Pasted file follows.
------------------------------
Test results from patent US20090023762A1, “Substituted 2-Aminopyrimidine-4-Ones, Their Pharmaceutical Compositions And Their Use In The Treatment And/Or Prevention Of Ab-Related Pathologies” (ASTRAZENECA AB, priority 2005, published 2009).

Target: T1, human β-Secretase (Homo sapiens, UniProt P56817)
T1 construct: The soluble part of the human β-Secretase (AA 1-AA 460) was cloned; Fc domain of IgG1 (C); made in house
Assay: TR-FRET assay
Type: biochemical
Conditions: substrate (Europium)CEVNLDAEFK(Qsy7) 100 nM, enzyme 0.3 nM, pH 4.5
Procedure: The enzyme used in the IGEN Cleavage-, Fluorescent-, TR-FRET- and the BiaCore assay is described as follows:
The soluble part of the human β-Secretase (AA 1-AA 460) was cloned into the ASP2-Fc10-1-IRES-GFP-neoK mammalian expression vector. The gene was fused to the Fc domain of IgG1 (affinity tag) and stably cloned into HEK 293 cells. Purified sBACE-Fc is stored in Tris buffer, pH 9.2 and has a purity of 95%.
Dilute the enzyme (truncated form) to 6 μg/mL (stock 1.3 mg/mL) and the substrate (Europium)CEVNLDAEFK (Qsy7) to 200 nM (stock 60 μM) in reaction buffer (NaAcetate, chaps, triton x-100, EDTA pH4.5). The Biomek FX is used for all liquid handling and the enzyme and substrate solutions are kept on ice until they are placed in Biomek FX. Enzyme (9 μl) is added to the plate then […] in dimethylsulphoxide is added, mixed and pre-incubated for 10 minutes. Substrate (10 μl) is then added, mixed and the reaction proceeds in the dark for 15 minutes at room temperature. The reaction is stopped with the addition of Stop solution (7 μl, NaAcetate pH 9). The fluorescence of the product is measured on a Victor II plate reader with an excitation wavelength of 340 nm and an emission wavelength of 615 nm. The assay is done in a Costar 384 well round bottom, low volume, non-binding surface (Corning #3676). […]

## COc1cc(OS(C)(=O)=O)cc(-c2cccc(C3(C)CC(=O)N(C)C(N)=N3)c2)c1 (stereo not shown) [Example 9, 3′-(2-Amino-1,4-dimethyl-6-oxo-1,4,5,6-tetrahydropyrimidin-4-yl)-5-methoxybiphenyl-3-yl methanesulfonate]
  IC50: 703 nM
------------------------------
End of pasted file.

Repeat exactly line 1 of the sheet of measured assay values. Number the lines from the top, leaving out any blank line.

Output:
Test results from patent US20090023762A1, “Substituted 2-Aminopyrimidine-4-Ones, Their Pharmaceutical Compositions And Their Use In The Treatment And/Or Prevention Of Ab-Related Pathologies” (ASTRAZENECA AB, priority 2005, published 2009).